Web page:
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Curry v. Employers Preferred Insurance Co.

United States District Court, D. South Carolina, Charleston Division

January 15, 2020

Jerome Curry, Plaintiff,
Employers Preferred Insurance Company, Sesame II Inc., Chip Alexander, Kathryn F. Walton, St. Francis Hospital, and Wood Law Group, Defendants.


          Timothy M. Cain United States District Judge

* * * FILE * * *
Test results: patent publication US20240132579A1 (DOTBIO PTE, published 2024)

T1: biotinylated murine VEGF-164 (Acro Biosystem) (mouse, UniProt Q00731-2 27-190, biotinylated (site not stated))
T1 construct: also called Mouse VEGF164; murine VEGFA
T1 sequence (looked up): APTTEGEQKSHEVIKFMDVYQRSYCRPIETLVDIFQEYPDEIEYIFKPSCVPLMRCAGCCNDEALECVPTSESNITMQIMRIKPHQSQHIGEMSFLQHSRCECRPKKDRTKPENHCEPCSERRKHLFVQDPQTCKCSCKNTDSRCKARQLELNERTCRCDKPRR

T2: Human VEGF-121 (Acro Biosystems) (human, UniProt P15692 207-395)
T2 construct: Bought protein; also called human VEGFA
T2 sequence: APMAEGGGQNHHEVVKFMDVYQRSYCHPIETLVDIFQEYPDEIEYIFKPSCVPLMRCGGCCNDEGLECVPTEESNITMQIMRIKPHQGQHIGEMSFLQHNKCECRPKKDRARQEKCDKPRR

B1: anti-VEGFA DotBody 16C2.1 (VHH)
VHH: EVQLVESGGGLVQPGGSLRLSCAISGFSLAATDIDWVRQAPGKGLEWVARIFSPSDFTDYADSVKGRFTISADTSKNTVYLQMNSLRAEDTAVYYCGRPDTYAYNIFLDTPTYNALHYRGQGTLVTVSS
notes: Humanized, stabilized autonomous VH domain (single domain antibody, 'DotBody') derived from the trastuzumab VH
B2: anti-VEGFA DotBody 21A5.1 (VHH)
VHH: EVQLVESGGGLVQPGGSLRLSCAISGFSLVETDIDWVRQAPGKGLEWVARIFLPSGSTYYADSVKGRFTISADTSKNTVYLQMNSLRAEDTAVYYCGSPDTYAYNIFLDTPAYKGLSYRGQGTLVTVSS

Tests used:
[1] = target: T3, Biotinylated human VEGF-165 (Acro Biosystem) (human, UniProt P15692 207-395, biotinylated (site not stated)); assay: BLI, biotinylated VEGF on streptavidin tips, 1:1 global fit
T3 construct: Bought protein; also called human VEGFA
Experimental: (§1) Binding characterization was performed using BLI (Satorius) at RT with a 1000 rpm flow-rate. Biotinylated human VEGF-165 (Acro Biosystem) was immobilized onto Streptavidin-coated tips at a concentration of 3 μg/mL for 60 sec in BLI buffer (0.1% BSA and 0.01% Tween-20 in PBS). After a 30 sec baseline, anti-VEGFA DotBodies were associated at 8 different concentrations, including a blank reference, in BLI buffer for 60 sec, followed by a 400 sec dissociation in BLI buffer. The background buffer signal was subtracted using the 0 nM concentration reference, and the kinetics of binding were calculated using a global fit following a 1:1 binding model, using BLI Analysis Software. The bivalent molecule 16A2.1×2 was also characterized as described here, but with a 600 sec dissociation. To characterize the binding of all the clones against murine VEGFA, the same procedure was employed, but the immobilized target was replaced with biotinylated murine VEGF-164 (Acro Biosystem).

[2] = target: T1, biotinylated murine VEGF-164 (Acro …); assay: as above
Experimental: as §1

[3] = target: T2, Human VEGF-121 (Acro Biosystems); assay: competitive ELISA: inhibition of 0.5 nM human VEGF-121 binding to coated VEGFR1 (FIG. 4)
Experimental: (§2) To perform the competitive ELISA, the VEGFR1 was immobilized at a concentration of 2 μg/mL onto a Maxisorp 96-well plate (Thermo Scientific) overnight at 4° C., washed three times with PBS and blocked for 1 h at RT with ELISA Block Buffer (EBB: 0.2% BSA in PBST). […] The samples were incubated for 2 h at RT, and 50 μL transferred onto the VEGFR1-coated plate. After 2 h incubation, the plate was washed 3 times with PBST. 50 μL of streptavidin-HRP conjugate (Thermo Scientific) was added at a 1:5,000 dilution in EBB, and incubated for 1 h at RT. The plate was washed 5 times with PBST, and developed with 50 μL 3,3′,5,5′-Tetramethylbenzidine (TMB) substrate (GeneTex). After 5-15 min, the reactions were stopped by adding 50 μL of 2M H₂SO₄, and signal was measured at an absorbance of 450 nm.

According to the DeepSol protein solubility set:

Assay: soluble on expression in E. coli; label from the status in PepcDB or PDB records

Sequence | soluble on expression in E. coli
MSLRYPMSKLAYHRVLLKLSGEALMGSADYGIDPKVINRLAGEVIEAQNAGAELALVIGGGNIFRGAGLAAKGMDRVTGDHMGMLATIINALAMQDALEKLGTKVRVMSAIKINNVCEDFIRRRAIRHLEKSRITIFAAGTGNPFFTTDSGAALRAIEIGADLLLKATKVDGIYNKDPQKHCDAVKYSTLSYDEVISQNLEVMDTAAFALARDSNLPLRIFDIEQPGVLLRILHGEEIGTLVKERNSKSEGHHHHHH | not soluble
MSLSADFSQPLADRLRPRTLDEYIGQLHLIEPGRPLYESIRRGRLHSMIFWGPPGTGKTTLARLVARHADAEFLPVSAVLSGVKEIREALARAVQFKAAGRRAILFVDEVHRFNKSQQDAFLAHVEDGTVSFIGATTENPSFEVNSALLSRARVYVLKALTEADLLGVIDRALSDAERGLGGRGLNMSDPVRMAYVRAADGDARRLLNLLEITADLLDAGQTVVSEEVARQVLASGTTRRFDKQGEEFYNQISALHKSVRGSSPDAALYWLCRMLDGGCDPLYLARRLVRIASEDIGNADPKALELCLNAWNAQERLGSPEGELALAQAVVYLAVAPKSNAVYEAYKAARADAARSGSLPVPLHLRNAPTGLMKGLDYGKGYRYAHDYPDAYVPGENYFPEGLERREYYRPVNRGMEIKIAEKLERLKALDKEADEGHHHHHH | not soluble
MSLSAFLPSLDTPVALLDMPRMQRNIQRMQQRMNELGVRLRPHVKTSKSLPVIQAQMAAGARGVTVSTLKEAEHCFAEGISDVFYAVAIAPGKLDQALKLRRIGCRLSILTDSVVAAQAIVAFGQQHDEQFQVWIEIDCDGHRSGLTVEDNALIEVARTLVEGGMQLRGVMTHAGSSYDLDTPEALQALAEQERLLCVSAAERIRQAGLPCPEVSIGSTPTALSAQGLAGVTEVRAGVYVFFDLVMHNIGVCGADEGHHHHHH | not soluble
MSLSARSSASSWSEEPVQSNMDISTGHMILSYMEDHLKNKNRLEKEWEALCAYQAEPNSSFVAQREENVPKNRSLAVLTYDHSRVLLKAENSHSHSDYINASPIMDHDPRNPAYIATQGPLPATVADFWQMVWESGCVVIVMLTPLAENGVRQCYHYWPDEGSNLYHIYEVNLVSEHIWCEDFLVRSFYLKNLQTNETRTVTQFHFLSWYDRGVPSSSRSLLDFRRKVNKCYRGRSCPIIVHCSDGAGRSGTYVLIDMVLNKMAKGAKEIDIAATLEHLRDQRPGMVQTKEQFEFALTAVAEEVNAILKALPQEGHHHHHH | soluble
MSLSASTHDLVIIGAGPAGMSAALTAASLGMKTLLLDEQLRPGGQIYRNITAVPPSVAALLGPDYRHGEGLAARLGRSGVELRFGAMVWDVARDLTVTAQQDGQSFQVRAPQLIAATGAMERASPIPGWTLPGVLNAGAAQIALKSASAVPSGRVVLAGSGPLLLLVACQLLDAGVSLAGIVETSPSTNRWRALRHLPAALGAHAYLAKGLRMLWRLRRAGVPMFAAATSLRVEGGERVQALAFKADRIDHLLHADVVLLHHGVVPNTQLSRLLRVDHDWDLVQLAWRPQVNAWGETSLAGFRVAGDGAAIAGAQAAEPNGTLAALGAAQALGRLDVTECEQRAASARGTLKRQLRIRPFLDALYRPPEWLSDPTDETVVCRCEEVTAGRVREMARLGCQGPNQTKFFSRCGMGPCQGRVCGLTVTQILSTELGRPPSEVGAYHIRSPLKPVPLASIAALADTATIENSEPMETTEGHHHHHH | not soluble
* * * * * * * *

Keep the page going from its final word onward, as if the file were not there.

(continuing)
Plaintiff Jerome Curry (“Plaintiff”), proceeding pro se and in forma pauperis, brought this action seeking damages against Defendants Employers Preferred Insurance Company, Sesame II Inc., St. Francis Hospital, Wood Law Group, and attorneys Kathryn F. Walton and Chip Alexander (“Defendants”) for alleged violations of the Health Insurance Portability and Accountability Act of 1996 (“HIPAA”), [1] the Occupational Safety and Health Administration (“OSHA”) regulations, [2]his right to privacy, and his due process rights. (ECF No. 1 at 3, 5). The case was referred to a magistrate judge for all pretrial proceedings pursuant to 28 U.S.C. § 636(b)(1) and Local Civil Rule 73.02(B)(2)(b), (e) (D.S.C.). Before this court is the magistrate judge's Report and Recommendation (“Report”), recommending that the court dismiss the action without prejudice and without issuance and service of process. (ECF No. 12). In the Report, the magistrate judge sets forth the relevant facts and legal standards, which are incorporated herein by reference. See id. Plaintiff filed objections to the Report, (ECF No. 19), and subsequently moved to amend his Complaint and for summary judgment on the pleadings, (ECF Nos. 33, 34). This matter is now ripe for review.